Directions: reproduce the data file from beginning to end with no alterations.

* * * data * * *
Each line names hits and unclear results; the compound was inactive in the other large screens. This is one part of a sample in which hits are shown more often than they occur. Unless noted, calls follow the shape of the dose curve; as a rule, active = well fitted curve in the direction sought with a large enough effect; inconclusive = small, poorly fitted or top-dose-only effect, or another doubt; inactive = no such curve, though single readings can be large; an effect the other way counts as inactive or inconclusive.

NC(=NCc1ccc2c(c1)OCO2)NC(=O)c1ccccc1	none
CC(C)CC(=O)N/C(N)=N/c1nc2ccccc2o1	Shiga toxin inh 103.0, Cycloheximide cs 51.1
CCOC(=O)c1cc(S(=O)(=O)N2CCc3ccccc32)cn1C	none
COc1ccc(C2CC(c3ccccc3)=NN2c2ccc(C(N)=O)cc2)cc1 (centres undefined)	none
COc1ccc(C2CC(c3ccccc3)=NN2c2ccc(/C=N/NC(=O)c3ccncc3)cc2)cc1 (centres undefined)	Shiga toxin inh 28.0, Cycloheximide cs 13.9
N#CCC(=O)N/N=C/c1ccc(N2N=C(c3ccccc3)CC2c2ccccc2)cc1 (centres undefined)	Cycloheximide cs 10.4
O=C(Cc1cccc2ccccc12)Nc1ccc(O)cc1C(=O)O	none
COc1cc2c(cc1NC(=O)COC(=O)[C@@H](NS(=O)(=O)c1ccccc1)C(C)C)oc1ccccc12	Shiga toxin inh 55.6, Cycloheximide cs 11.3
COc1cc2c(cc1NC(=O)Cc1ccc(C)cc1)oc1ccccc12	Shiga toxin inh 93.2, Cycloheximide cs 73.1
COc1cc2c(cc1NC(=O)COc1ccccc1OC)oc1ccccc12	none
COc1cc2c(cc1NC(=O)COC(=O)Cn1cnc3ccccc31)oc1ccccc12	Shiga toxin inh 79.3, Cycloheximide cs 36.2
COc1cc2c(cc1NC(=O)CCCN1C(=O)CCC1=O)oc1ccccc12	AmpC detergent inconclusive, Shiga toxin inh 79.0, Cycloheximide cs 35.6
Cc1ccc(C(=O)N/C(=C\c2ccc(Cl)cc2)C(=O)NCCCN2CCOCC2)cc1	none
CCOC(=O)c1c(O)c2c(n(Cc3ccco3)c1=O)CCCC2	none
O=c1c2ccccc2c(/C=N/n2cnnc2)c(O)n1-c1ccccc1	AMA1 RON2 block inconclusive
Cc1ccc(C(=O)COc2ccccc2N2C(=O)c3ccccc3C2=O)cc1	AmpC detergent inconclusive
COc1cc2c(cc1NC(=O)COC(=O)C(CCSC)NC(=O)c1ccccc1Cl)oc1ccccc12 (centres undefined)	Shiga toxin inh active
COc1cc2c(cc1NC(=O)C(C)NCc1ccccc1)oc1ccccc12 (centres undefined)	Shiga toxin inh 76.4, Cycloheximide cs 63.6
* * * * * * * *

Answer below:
Each line names hits and unclear results; the compound was inactive in the other large screens. This is one part of a sample in which hits are shown more often than they occur. Unless noted, calls follow the shape of the dose curve; as a rule, active = well fitted curve in the direction sought with a large enough effect; inconclusive = small, poorly fitted or top-dose-only effect, or another doubt; inactive = no such curve, though single readings can be large; an effect the other way counts as inactive or inconclusive.

NC(=NCc1ccc2c(c1)OCO2)NC(=O)c1ccccc1	none
CC(C)CC(=O)N/C(N)=N/c1nc2ccccc2o1	Shiga toxin inh 103.0, Cycloheximide cs 51.1
CCOC(=O)c1cc(S(=O)(=O)N2CCc3ccccc32)cn1C	none
COc1ccc(C2CC(c3ccccc3)=NN2c2ccc(C(N)=O)cc2)cc1 (centres undefined)	none
COc1ccc(C2CC(c3ccccc3)=NN2c2ccc(/C=N/NC(=O)c3ccncc3)cc2)cc1 (centres undefined)	Shiga toxin inh 28.0, Cycloheximide cs 13.9
N#CCC(=O)N/N=C/c1ccc(N2N=C(c3ccccc3)CC2c2ccccc2)cc1 (centres undefined)	Cycloheximide cs 10.4
O=C(Cc1cccc2ccccc12)Nc1ccc(O)cc1C(=O)O	none
COc1cc2c(cc1NC(=O)COC(=O)[C@@H](NS(=O)(=O)c1ccccc1)C(C)C)oc1ccccc12	Shiga toxin inh 55.6, Cycloheximide cs 11.3
COc1cc2c(cc1NC(=O)Cc1ccc(C)cc1)oc1ccccc12	Shiga toxin inh 93.2, Cycloheximide cs 73.1
COc1cc2c(cc1NC(=O)COc1ccccc1OC)oc1ccccc12	none
COc1cc2c(cc1NC(=O)COC(=O)Cn1cnc3ccccc31)oc1ccccc12	Shiga toxin inh 79.3, Cycloheximide cs 36.2
COc1cc2c(cc1NC(=O)CCCN1C(=O)CCC1=O)oc1ccccc12	AmpC detergent inconclusive, Shiga toxin inh 79.0, Cycloheximide cs 35.6
Cc1ccc(C(=O)N/C(=C\c2ccc(Cl)cc2)C(=O)NCCCN2CCOCC2)cc1	none
CCOC(=O)c1c(O)c2c(n(Cc3ccco3)c1=O)CCCC2	none
O=c1c2ccccc2c(/C=N/n2cnnc2)c(O)n1-c1ccccc1	AMA1 RON2 block inconclusive
Cc1ccc(C(=O)COc2ccccc2N2C(=O)c3ccccc3C2=O)cc1	AmpC detergent inconclusive
COc1cc2c(cc1NC(=O)COC(=O)C(CCSC)NC(=O)c1ccccc1Cl)oc1ccccc12 (centres undefined)	Shiga toxin inh active
COc1cc2c(cc1NC(=O)C(C)NCc1ccccc1)oc1ccccc12 (centres undefined)	Shiga toxin inh 76.4, Cycloheximide cs 63.6